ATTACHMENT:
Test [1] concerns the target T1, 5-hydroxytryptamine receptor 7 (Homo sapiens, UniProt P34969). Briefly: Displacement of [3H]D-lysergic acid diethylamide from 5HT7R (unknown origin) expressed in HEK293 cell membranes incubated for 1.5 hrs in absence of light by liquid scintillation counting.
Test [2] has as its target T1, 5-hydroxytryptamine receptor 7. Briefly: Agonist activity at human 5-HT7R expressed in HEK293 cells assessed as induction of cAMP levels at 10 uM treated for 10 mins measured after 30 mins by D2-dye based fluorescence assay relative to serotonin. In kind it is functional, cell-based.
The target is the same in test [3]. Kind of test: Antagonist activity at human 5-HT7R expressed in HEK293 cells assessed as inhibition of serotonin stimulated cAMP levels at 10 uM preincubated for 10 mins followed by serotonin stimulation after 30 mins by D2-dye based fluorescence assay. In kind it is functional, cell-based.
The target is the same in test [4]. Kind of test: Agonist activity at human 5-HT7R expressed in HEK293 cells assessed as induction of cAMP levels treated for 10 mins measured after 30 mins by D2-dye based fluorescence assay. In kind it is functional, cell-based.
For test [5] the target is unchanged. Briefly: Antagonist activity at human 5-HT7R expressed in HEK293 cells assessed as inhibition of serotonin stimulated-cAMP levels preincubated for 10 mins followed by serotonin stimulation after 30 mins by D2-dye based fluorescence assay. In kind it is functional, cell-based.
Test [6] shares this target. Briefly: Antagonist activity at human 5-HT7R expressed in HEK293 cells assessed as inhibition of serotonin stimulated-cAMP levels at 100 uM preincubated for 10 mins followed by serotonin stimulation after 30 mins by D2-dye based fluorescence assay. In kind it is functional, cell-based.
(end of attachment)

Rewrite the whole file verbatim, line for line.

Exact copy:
Test [1] concerns the target T1, 5-hydroxytryptamine receptor 7 (Homo sapiens, UniProt P34969). Briefly: Displacement of [3H]D-lysergic acid diethylamide from 5HT7R (unknown origin) expressed in HEK293 cell membranes incubated for 1.5 hrs in absence of light by liquid scintillation counting.
Test [2] has as its target T1, 5-hydroxytryptamine receptor 7. Briefly: Agonist activity at human 5-HT7R expressed in HEK293 cells assessed as induction of cAMP levels at 10 uM treated for 10 mins measured after 30 mins by D2-dye based fluorescence assay relative to serotonin. In kind it is functional, cell-based.
The target is the same in test [3]. Kind of test: Antagonist activity at human 5-HT7R expressed in HEK293 cells assessed as inhibition of serotonin stimulated cAMP levels at 10 uM preincubated for 10 mins followed by serotonin stimulation after 30 mins by D2-dye based fluorescence assay. In kind it is functional, cell-based.
The target is the same in test [4]. Kind of test: Agonist activity at human 5-HT7R expressed in HEK293 cells assessed as induction of cAMP levels treated for 10 mins measured after 30 mins by D2-dye based fluorescence assay. In kind it is functional, cell-based.
For test [5] the target is unchanged. Briefly: Antagonist activity at human 5-HT7R expressed in HEK293 cells assessed as inhibition of serotonin stimulated-cAMP levels preincubated for 10 mins followed by serotonin stimulation after 30 mins by D2-dye based fluorescence assay. In kind it is functional, cell-based.
Test [6] shares this target. Briefly: Antagonist activity at human 5-HT7R expressed in HEK293 cells assessed as inhibition of serotonin stimulated-cAMP levels at 100 uM preincubated for 10 mins followed by serotonin stimulation after 30 mins by D2-dye based fluorescence assay. In kind it is functional, cell-based.